Hague and Portillo: can't live together, can't live apart

Tory election hopes depend on an uneasy alliance between leader and shadow chancellor
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Indy Politics

The party has a leader and below him an ambitious, charismatic politician in charge of economic policy. The charismatic politician would like the leader's job. Avert your gaze from the tensions between Tony Blair and Gordon Brown. Consider instead the relationship between William Hague and Michael Portillo.

The party has a leader and below him an ambitious, charismatic politician in charge of economic policy. The charismatic politician would like the leader's job. Avert your gaze from the tensions between Tony Blair and Gordon Brown. Consider instead the relationship between William Hague and Michael Portillo.

Together, these two sharply contrasting political personalities will shape and present the party's economic policy, the issue on which the next election will mainly be fought. More significantly, there is an awkward tension at the heart of the relationship which does not apply to Blair and Brown.

The Prime Minister and his Chancellor have titanic rows, but they are in their project together. If Blair fails, Brown will be deemed to have been a failure as well. If Blair departs the political scene in triumphant circumstances, Brown is the most likely inheritor of the crown.

Portillo requires a very different set of circumstances in order to become leader of his party. Hague must not succeed too well or else Portillo's leadership hopes will be doomed for another term at least.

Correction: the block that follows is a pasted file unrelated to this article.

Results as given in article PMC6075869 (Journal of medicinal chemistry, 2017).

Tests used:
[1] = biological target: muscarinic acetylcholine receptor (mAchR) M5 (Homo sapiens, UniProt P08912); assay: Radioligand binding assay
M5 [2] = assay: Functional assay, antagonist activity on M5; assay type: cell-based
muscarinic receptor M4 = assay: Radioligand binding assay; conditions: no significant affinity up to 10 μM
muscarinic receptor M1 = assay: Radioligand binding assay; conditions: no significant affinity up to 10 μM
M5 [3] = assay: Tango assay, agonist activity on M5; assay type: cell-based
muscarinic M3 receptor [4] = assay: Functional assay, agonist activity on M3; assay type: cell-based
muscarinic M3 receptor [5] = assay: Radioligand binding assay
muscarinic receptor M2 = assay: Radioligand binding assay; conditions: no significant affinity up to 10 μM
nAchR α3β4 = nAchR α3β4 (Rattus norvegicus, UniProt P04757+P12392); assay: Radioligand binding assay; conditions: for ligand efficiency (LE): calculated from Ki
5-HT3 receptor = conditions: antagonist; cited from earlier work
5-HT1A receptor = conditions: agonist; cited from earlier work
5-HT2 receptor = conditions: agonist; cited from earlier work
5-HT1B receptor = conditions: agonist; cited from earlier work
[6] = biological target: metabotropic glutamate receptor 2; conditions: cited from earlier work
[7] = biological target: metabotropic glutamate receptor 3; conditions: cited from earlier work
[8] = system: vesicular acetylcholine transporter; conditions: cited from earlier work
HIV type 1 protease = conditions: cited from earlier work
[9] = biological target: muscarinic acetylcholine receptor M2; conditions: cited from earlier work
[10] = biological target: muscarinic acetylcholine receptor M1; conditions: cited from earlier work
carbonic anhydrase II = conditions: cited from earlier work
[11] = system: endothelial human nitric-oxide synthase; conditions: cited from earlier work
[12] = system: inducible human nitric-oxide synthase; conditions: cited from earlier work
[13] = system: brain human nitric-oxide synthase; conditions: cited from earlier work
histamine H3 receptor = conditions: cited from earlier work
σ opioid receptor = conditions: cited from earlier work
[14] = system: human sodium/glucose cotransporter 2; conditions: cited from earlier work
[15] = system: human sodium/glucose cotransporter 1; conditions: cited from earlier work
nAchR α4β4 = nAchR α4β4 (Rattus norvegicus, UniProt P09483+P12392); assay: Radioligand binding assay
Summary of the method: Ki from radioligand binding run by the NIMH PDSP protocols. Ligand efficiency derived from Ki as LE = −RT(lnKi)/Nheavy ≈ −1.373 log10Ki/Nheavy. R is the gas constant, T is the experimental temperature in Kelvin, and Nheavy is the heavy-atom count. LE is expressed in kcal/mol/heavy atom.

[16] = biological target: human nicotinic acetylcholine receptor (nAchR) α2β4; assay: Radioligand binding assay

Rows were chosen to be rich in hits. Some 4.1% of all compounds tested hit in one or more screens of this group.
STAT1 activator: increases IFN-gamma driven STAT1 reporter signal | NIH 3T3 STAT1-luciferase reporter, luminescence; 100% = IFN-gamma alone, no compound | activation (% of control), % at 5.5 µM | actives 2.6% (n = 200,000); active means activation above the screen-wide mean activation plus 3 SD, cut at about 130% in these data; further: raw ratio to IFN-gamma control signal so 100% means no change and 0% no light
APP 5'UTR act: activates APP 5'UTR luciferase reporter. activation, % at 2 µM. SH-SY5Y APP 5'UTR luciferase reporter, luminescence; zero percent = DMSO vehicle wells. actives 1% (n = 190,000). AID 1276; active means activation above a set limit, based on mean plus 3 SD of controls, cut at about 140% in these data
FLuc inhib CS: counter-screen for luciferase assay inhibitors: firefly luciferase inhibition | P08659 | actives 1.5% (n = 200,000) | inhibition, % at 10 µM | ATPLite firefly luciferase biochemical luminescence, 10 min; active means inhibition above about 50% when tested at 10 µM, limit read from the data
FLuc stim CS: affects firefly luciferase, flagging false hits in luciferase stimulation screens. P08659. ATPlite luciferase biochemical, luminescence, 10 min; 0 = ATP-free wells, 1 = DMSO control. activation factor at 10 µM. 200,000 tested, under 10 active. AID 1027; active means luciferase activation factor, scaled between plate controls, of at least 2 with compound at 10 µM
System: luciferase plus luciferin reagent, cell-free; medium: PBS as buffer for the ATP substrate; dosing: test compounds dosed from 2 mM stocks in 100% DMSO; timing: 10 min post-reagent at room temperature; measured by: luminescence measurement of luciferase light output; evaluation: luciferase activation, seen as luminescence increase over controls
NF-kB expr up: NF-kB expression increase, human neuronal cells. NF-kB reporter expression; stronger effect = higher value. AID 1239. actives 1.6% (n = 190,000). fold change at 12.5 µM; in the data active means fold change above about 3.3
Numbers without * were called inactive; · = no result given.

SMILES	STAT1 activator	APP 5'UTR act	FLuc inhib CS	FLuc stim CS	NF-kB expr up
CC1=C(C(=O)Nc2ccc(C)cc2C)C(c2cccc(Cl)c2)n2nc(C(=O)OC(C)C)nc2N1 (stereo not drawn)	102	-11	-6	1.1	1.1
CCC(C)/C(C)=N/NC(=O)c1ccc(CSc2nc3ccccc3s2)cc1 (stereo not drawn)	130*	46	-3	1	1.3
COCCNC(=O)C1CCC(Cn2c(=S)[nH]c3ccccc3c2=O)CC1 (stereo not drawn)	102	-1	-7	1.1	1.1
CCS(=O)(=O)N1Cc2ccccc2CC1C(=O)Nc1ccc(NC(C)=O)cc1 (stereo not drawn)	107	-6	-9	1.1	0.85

Self-interest ties them together until the election. For the time being, Portillo needs to appear unequivocally loyal. He is viewed with suspicion by too many in his party, after his hesitant support for John Major, to play any other role.

So far the public remains suspicious as well. Today's NOP poll for the Sunday Express shows that 34 per cent of voters are less likely to vote Tory if Portillo were leader.

Any tensions between Portillo and Hague will be played out in private, only hinted at by those around them observing the party's pivotal relationship. "Michael has changed," says a senior party source. "He admits that himself. Whether that is a swing to the left is for others to judge." That is the difficulty, a source of suspicion in the Hague camp. The change in Mr Portillo is hard to pin down, not so easy for "others to judge". He has become more broodily enigmatic.

What seems to be happening is this. As Hague has rediscovered himself as a Thatcherite populist, Portillo seeks the centre ground, uncertain as to how he should get there. So far he has revealed a pragmatic streak which was lacking in his earlier evangelical phase, when he was the darling of the right.

The recent fuel dispute is a case in point. When the shadow cabinet met a fortnight ago in the grand surroundings of a Hertfordshire hotel, Portillo suffered a policy defeat at the hands of Hague. Prior to the meeting the shadow chancellor had toured the studios insisting that his party was being "prudent", one of several words he has consciously adopted from Gordon Brown's lexicon. Yes, the Conservatives were the party of low taxes. Yes, cutting fuel tax would be a priority. But the details would not be revealed until closer to the election as part of their overall economic package.

A member of the shadow cabinet who attended the Hertfordshire meeting suggests that Portillo was reluctant to change this line. Apparently his view was this: "We hit every button. We are not accused of being reckless with the economy or responding to protesters. But we also make it clear that we will cut fuel taxes." Another senior party source explains that "Michael was worried about the law and order issue. He did not want us to appear as if he were responding to a breakdown in law and order."